Dr. Jennifer Gardy is one of those super-smart women who juggles a million careers (scientist, researcher, TV host, author, public speaker), and a busy social life, yet doesn’t seem to be cracking at the edges with all the pressure and demands of being a public figure. Despite her numerous awards, having one of the coolest jobs around—as the sometime host of The Nature of Things—being labelled a genius, Jennifer is surprisingly down to earth, AND incredibly nerdy. In this episode of MsRepresent: Behind the Face, a Fierce Woman, Jennifer talks about women in science and science communication, sexism in the media, public health, Bill Nye (the Science Guy!) and vagina chat-shows.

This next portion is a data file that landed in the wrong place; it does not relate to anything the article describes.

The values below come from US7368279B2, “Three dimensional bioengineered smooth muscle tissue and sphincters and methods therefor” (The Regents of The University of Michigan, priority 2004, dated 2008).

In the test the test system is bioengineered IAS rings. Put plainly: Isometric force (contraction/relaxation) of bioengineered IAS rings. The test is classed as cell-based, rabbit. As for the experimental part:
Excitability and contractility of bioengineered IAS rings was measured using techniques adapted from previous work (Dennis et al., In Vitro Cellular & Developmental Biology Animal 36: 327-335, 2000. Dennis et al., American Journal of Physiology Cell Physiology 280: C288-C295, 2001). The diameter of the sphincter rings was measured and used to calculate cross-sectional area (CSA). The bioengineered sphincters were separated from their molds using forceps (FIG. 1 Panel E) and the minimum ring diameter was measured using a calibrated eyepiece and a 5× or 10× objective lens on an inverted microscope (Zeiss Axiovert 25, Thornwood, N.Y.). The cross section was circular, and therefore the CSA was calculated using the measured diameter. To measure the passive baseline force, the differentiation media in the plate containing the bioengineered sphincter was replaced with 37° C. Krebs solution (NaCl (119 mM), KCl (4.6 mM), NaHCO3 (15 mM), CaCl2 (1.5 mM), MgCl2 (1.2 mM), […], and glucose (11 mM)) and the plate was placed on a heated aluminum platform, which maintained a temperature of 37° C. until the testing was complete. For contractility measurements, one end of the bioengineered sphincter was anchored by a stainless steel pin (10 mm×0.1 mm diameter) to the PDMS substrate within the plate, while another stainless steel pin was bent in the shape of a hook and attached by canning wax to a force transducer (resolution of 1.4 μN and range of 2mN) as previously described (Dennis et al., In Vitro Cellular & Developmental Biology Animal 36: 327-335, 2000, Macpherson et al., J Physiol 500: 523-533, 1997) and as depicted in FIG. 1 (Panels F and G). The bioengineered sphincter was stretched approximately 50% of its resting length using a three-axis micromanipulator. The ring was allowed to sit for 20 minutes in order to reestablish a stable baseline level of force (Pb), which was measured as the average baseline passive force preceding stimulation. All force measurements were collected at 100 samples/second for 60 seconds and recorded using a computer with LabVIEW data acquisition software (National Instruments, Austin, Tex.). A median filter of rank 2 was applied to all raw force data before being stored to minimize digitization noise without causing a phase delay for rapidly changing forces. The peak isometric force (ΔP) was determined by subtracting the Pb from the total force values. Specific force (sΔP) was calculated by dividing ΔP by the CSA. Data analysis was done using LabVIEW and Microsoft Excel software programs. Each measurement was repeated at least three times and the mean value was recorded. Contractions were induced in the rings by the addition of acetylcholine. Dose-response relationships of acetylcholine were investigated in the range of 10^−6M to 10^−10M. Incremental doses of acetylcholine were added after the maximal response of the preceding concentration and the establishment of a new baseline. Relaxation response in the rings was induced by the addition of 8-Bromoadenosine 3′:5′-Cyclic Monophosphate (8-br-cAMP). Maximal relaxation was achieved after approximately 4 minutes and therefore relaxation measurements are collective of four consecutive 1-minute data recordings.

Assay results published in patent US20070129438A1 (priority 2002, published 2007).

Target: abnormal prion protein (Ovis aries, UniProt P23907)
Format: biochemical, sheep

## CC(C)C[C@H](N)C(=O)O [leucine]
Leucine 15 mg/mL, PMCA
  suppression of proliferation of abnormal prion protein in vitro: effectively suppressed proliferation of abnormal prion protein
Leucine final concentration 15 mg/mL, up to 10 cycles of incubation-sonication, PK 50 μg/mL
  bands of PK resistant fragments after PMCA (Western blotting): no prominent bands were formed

Dr. Jennifer Gardy is both a scientist and science communicator. By day, she is fulfilling her childhood dream of being Dustin Hoffman in “Outbreak”, working in the Communicable Disease Prevention and Control Services group at the British Columbia Centre for Disease Control. As Senior Scientist, Molecular Epidemiology, Jennifer leads BCCDC’s Genome Research Laboratory, where genomics and genome sequencing are used to understand how outbreaks of infectious disease begin and spread. Her group was the first to use genome sequencing to reconstruct a large outbreak of tuberculosis, and she is continuing to apply this novel technique to other outbreak scenarios. She is also involved in a other genomics-related research, including metagenomic surveys of human and environmental samples and the development of point-of-care devices for pathogen detection. By night (well, on days off work, really) Jennifer works in science communication. She’s hosted an 8-part science documentary series for CBC Television, multiple episodes of “The Nature of Things”, and is a regular guest host on “Discovery Channel” Canada’s flagship science newsmagazine, “Daily Planet.” She’s also blogged and written for the Globe and Mail, has written a children’s book, It’s Catching! The Infectious World of Germs and Microbes, for Owlkids Books, and runs a series of workshops on how to communicate science effectively. Jennifer completed her B.Sc. in Cell Biology and Genetics at the University of British Columbia (2000), and her PhD in Molecular Biology and Biochemistry at Simon Fraser University (2006).